7. Kinetics of Antibody Binding to Membranes of Living Bacteria Measured by a Photonic Crystal-Based Biosensor

    Directory of Open Access Journals (Sweden)

    Ekaterina Rostova

    2016-10-01

    Full Text Available Optical biosensors based on photonic crystal surface waves (PC SWs offer a possibility to study binding interactions with living cells, overcoming the limitation of rather small evanescent field penetration depth into a sample medium that is characteristic for typical optical biosensors. Besides this, simultaneous excitation of s- and p-polarized surface waves with different penetration depths is realized here, permitting unambiguous separation of surface and volume contributions to the measured signal. PC-based biosensors do not require a bulk signal correction, compared to widely used surface plasmon resonance-based devices. We developed a chitosan-based protocol of PC chip functionalization for bacterial attachment and performed experiments on antibody binding to living bacteria measured in real time by the PCSW-based biosensor. Data analysis reveals specific binding and gives the value of the dissociation constant for monoclonal antibodies (IgG2b against bacterial lipopolysaccharides equal to KD = 6.2 ± 3.4 nM. To our knowledge, this is a first demonstration of antibody-binding kinetics to living bacteria by a label-free optical biosensor.

  8. Optical Properties of Plasmon Resonances with Ag/SiO2/Ag Multi-Layer Composite Nanoparticles

    International Nuclear Information System (INIS)

    Ye-Wan, Ma; Li-Hua, Zhang; Zhao-Wang, Wu; Jie, Zhang

    2010-01-01

    Optical properties of plasmon resonance with Ag/SiO 2 /Ag multi-layer nanoparticles are studied by numerical simulation based on Green's function theory. The results show that compared with single-layer Ag nanoparticles, the multi-layer nanoparticles exhibit several distinctive optical properties, e.g. with increasing the numbers of the multi-layer nanoparticles, the scattering efficiency red shifts, and the intensity of scattering enhances accordingly. It is interesting to find out that slicing an Ag-layer into multi-layers leads to stronger scattering intensity and more 'hot spots' or regions of stronger field enhancement. This property of plasmon resonance of surface Raman scattering has greatly broadened the application scope of Raman spectroscopy. The study of metal surface plasmon resonance characteristics is critical to the further understanding of surface enhanced Raman scattering as well as its applications. (fundamental areas of phenomenology (including applications))

  9. A molecular imprinted SPR biosensor for sensitive determination of citrinin in red yeast rice.

    Science.gov (United States)

    Atar, Necip; Eren, Tanju; Yola, Mehmet Lütfi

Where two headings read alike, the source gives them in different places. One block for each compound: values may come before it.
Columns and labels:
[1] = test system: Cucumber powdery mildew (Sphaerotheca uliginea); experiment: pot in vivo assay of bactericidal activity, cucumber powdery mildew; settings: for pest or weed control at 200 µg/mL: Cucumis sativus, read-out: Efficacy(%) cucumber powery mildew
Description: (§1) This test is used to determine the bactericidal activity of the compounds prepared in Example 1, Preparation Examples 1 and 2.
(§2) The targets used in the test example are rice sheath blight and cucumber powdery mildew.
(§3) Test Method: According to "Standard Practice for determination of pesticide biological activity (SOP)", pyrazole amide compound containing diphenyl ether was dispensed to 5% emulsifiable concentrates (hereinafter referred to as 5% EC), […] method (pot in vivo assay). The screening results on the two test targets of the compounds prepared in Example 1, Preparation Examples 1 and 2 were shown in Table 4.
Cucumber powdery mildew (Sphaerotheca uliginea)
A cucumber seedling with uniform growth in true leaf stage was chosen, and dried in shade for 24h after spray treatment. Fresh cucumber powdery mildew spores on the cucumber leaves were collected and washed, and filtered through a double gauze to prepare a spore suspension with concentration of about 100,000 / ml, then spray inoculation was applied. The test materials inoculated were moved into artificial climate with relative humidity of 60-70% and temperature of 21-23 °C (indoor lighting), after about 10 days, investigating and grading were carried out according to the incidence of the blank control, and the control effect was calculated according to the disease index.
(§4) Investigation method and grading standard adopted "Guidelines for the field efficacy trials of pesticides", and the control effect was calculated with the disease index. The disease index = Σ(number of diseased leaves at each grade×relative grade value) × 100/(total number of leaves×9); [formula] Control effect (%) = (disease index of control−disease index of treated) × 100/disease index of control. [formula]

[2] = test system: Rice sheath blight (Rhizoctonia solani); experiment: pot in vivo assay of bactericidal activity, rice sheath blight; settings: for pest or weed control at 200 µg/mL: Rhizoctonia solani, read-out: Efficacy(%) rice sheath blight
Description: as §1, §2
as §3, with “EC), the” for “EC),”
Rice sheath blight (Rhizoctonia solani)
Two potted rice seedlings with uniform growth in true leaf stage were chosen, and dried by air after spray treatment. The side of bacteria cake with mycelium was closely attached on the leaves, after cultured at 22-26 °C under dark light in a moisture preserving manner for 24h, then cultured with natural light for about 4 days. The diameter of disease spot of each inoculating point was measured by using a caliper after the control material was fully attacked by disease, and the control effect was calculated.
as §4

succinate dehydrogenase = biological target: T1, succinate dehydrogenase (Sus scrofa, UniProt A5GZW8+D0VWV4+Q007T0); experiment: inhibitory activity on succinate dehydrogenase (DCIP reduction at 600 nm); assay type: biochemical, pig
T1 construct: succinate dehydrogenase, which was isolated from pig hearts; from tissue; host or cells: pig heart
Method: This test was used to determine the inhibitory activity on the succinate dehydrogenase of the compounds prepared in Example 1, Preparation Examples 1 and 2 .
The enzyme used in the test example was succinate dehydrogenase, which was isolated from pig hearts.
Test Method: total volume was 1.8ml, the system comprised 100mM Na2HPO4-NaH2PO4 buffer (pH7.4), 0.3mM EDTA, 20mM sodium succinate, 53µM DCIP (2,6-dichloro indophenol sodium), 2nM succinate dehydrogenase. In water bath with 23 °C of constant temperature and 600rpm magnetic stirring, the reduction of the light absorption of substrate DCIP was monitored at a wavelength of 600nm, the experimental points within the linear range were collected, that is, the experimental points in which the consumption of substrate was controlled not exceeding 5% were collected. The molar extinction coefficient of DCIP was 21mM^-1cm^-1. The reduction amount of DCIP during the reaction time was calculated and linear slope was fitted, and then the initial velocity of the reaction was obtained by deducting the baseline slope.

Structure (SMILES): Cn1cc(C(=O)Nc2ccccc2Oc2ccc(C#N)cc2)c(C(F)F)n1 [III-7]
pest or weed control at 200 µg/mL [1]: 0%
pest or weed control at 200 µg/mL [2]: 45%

2015-10-01

    A novel and sensitive molecular imprinted surface plasmon resonance (SPR) biosensor was developed for selective determination of citrinin (CIT) in red yeast rice. Firstly, the gold surface of SPR chip was modified with allyl mercaptane. Then, CIT-imprinted poly(2-hydroxyethyl methacrylate-methacryloylamidoglutamic acid) (p(HEMA-MAGA)) film was generated on the gold surface modified with allyl mercaptane. The unmodified and imprinted surfaces were characterized by Fourier transform infrared (FTIR) spectroscopy, atomic force microscopy (AFM) and contact angle measurements. The linearity range and the detection limit were obtained as 0.005-1.0 ng/mL and 0.0017 ng/mL, respectively. The SPR biosensor was applied to determination of CIT in red yeast rice sample. Copyright © 2015 Elsevier Ltd. All rights reserved.

  10. Grating-coupled surface plasmon resonance gas sensing based on titania anatase nanoporous films

    Science.gov (United States)

    Gazzola, Enrico; Cittadini, Michela; Brigo, Laura; Brusatin, Giovanna; Guglielmi, Massimo; Romanato, Filippo; Martucci, Alessandro

    2015-08-01

    Nanoporous TiO2 anatase film has been investigated as sensitive layer in Surface Plasmon Resonance sensors for the detection of hydrogen and Volatile Organic Compounds, specifically methanol and isopropanol. The sensors consist of a TiO2 nanoporous matrix deposited above a metallic plasmonic grating, which can support propagating Surface Plasmon Polaritons. The spectral position of the plasmonic resonance dip in the reflectance spectra was monitored and correlated to the interaction with the target gases. Reversible blue-shifts of the resonance frequency, up to more than 2 THz, were recorded in response to the exposure to 10000 ppm of H2 in N2 at 300°C. This shift cannot be explained by the mere refractive index variation due to the target gas filling the pores, that is negligible. Reversible red-shifts were instead recorded in response to the exposure to 3000 ppm of methanol or isopropanol at room temperature, of magnitudes up to 14 THz and 9 THz, respectively. In contrast, if the only sensing mechanism was the mere pores filling, the shifts should have been larger during the isopropanol detection. We therefore suggest that other mechanisms intervene in the analyte/matrix interaction, capable to produce an injection of electrons into the sensitive matrix, which in turn induces a decrease of the refractive index.

  11. Sensitive Detection of Capsaicinoids Using a Surface Plasmon Resonance Sensor with Anti-Homovanillic Acid Polyclonal Antibodies

    Directory of Open Access Journals (Sweden)

    Kiyoshi Toko

    2013-11-01